Keith was the Tigers’ fifth-round pick in the 2020 draft, meaning he was their last one, and he has a good chance to end up their best player in that class — even better than No. 1 overall pick Spencer Torkelson. Keith has great feel for the barrel and makes a ton of hard contact, improving his typical launch angle this past year to get the ball in the air more. That allowed him to go from 11 homers in 113 games in 2021-22 to 27 homers in 126 games last season. He’s topped 110 mph already despite a short swing that you might think would limit his impact.

He’s turned himself into a capable third baseman, good enough to stay there, although he could also end up at second base to minimize any concerns about the arm strength not playing at the hot corner. I don’t think it matters much; even if he’s at first base, which now looks like a real worst-case scenario, he’ll hit enough to be at least a good regular with .280-.300 averages and 25-35 homer power. He’s athletic enough to be an average defender at second base with some work, though, and that could make him an easy 5-win player.



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4. Jace Jung, 2B/3B (2024 top 100 ranking: 87)

Bats: L | Throws: R | Height: 6-0 | Weight: 205 | Seasonal age in 2024: 23

Jung was the 12th pick in the 2022 draft after two fantastic years hitting for Texas Tech. He did bring questions about his position and his unorthodox setup at the plate to pro ball, one of which I think has been answered. Jung starts with his hands way back and above his rear shoulder, which you’d expect to cause timing problems, but so far he’s at least shown he can make hard contact, with 28 homers between High A and Double A last year with solid (but not elite) exit velocities. He did show some holes after he moved to Double A, particularly missing fastballs up in the zone and sliders in and below it, which reawakened those concerns about his hand setup and timing, although the Tigers have some positive experience helping hitters simplify their swings (notably Parker Meadows) to reduce those concerns.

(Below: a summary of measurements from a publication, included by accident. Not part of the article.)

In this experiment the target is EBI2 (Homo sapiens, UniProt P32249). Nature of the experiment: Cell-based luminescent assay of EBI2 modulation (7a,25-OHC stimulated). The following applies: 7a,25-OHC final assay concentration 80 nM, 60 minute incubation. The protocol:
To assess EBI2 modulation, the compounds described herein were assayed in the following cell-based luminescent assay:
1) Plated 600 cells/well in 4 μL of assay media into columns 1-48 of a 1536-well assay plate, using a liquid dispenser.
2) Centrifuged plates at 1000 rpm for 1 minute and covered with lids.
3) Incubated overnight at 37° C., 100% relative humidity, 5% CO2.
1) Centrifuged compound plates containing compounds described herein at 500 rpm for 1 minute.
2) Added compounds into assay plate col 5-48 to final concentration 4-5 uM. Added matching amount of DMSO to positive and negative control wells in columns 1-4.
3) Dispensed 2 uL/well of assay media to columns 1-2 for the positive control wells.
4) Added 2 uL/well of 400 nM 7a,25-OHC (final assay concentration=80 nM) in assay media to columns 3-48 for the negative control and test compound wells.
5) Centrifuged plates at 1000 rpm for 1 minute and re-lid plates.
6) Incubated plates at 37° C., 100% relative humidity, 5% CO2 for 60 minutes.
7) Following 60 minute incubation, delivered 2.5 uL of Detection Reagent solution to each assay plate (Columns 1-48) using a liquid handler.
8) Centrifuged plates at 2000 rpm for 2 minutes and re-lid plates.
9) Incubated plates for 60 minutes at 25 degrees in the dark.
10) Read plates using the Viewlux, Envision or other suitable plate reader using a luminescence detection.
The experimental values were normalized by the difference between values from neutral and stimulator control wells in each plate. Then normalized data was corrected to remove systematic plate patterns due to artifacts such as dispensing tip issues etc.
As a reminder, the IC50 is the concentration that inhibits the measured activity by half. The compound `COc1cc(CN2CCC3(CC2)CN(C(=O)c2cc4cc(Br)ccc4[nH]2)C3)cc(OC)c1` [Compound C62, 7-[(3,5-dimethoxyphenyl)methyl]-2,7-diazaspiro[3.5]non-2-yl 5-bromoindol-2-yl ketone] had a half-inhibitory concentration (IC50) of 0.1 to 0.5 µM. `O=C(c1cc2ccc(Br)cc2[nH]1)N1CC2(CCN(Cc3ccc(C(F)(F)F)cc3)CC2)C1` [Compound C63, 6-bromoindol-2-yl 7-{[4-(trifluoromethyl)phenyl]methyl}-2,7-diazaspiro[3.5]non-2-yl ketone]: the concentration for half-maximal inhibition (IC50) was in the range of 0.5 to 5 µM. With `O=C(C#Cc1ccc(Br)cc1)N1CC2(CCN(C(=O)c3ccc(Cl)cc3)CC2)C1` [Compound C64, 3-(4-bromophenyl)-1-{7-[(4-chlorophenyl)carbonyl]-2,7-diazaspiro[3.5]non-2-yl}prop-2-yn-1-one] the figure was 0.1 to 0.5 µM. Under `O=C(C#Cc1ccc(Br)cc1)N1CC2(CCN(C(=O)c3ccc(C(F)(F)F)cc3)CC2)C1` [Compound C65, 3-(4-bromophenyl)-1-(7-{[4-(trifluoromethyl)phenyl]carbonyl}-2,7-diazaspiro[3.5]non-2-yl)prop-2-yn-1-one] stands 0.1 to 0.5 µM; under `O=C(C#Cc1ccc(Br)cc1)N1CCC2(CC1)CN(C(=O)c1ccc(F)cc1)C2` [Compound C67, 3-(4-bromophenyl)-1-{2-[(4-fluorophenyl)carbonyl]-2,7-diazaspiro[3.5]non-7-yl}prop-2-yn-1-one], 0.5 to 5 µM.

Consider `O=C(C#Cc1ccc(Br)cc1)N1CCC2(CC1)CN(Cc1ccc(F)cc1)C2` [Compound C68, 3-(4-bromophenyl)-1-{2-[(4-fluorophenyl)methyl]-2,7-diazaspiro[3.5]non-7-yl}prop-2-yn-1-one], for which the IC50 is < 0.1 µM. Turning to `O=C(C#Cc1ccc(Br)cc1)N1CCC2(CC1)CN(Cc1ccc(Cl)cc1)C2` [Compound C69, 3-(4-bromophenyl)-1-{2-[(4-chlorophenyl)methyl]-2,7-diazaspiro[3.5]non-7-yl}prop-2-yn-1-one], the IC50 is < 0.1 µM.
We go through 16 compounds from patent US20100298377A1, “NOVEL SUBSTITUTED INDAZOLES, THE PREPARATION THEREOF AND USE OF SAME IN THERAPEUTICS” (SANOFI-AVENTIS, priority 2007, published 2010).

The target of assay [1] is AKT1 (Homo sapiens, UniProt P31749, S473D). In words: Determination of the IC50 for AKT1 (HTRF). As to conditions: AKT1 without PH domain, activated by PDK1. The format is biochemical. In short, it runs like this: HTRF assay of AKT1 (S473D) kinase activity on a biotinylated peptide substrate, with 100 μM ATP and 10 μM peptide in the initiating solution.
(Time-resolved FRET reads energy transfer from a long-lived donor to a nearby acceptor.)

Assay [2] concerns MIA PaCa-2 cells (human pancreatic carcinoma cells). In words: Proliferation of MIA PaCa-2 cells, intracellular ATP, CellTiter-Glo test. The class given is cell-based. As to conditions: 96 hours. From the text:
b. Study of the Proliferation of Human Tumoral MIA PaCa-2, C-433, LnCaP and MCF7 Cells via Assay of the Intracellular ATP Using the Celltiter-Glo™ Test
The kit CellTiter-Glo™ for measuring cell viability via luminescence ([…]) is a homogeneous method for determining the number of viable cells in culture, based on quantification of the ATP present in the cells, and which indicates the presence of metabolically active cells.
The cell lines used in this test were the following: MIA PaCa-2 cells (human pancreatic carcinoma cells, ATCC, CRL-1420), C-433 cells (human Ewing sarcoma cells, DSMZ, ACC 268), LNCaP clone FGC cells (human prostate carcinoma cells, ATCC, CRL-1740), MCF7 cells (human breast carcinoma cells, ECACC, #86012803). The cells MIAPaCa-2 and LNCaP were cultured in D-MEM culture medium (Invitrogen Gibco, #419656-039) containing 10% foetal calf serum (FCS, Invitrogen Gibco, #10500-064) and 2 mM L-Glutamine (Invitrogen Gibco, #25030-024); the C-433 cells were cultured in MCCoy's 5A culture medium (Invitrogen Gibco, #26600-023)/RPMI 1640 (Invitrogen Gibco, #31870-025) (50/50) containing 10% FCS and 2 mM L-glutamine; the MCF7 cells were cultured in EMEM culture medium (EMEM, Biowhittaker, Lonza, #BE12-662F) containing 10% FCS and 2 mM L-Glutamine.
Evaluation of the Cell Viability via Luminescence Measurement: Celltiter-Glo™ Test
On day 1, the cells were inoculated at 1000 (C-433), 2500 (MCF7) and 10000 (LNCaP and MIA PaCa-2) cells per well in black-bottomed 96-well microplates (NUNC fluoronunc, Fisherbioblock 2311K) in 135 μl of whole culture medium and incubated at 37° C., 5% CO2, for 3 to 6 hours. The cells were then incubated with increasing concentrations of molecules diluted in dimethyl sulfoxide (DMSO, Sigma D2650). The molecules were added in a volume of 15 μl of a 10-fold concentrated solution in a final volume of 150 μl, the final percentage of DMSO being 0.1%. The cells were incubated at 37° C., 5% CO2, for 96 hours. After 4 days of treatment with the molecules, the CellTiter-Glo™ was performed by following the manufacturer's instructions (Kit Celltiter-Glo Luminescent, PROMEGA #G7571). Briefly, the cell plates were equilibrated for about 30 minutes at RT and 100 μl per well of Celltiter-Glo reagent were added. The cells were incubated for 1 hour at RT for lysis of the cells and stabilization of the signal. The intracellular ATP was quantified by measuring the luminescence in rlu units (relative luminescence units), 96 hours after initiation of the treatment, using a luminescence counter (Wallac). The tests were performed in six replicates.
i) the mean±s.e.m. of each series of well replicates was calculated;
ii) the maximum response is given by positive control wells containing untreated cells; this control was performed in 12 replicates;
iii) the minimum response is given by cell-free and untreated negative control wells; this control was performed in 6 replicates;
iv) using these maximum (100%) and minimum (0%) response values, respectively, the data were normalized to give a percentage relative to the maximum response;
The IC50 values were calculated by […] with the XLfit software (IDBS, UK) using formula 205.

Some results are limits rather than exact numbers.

Of more import is Jung’s need for a position — he’s heavy-footed, far more so than his brother Josh, and while his defense at second graded out well by some team metrics, he’s not very mobile and I don’t think he’ll ever offer much range. If he’s a 45 defender at second with this sort of 60-70 extra-base-hits-a-year profile, he’s an above-average regular. He still has those same two questions to answer this year in Double A, however.

5. Parker Meadows, OF (2024 top 100 ranking: 97)

Bats: L | Throws: R | Height: 6-5 | Weight: 205 | Seasonal age in 2024: 24

Meadows reached the majors last year and gave a pretty good indication of the kind of player he’ll be in a larger sample — plus defense in center, plus speed, some power, some walks, enough swing-and-miss to keep him from being a star. A second-round pick in 2018, Meadows — the younger brother of former Tigers outfielder Austin Meadows — had big tools as a high schooler but had a huge hitch in his swing that made it hard for him to get to the ball on time, and he had OBPs below .300 for his first three seasons in pro ball. The Tigers helped him get rid of the big hitch before 2022 and he’s been a different hitter since then, with a .340 OBP across the past two seasons thanks to much better results on balls in play along with a small bump in his walk rates.